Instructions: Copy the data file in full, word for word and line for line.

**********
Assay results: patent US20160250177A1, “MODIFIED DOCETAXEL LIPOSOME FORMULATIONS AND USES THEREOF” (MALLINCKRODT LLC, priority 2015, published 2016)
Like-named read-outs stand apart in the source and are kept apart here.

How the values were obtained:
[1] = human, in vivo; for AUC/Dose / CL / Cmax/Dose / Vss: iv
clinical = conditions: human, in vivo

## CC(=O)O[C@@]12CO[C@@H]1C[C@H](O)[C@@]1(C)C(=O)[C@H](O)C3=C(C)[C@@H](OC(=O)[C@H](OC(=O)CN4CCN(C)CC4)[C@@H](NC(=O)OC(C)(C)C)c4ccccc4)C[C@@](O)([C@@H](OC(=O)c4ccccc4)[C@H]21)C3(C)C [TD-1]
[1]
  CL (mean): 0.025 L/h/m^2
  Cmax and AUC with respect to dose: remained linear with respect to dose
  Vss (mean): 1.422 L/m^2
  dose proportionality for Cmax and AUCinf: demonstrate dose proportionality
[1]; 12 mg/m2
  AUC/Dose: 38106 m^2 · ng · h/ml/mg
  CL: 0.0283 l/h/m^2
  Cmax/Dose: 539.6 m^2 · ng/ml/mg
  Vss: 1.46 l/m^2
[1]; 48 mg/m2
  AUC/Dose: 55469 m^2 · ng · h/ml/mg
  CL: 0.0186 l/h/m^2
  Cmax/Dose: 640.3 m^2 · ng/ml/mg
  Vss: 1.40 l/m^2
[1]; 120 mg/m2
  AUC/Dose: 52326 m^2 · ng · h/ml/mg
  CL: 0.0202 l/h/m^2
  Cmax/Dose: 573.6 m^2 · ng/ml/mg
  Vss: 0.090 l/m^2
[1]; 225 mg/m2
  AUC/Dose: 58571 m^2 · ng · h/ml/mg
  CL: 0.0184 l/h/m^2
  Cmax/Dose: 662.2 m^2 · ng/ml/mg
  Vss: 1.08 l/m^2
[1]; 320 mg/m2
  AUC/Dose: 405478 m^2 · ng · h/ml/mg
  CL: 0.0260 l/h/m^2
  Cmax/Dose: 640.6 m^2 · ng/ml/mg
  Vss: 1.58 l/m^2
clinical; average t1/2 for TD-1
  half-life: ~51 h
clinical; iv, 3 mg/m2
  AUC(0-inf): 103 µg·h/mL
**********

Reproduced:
Assay results: patent US20160250177A1, “MODIFIED DOCETAXEL LIPOSOME FORMULATIONS AND USES THEREOF” (MALLINCKRODT LLC, priority 2015, published 2016)
Like-named read-outs stand apart in the source and are kept apart here.

How the values were obtained:
[1] = human, in vivo; for AUC/Dose / CL / Cmax/Dose / Vss: iv
clinical = conditions: human, in vivo

## CC(=O)O[C@@]12CO[C@@H]1C[C@H](O)[C@@]1(C)C(=O)[C@H](O)C3=C(C)[C@@H](OC(=O)[C@H](OC(=O)CN4CCN(C)CC4)[C@@H](NC(=O)OC(C)(C)C)c4ccccc4)C[C@@](O)([C@@H](OC(=O)c4ccccc4)[C@H]21)C3(C)C [TD-1]
[1]
  CL (mean): 0.025 L/h/m^2
  Cmax and AUC with respect to dose: remained linear with respect to dose
  Vss (mean): 1.422 L/m^2
  dose proportionality for Cmax and AUCinf: demonstrate dose proportionality
[1]; 12 mg/m2
  AUC/Dose: 38106 m^2 · ng · h/ml/mg
  CL: 0.0283 l/h/m^2
  Cmax/Dose: 539.6 m^2 · ng/ml/mg
  Vss: 1.46 l/m^2
[1]; 48 mg/m2
  AUC/Dose: 55469 m^2 · ng · h/ml/mg
  CL: 0.0186 l/h/m^2
  Cmax/Dose: 640.3 m^2 · ng/ml/mg
  Vss: 1.40 l/m^2
[1]; 120 mg/m2
  AUC/Dose: 52326 m^2 · ng · h/ml/mg
  CL: 0.0202 l/h/m^2
  Cmax/Dose: 573.6 m^2 · ng/ml/mg
  Vss: 0.090 l/m^2
[1]; 225 mg/m2
  AUC/Dose: 58571 m^2 · ng · h/ml/mg
  CL: 0.0184 l/h/m^2
  Cmax/Dose: 662.2 m^2 · ng/ml/mg
  Vss: 1.08 l/m^2
[1]; 320 mg/m2
  AUC/Dose: 405478 m^2 · ng · h/ml/mg
  CL: 0.0260 l/h/m^2
  Cmax/Dose: 640.6 m^2 · ng/ml/mg
  Vss: 1.58 l/m^2
clinical; average t1/2 for TD-1
  half-life: ~51 h
clinical; iv, 3 mg/m2
  AUC(0-inf): 103 µg·h/mL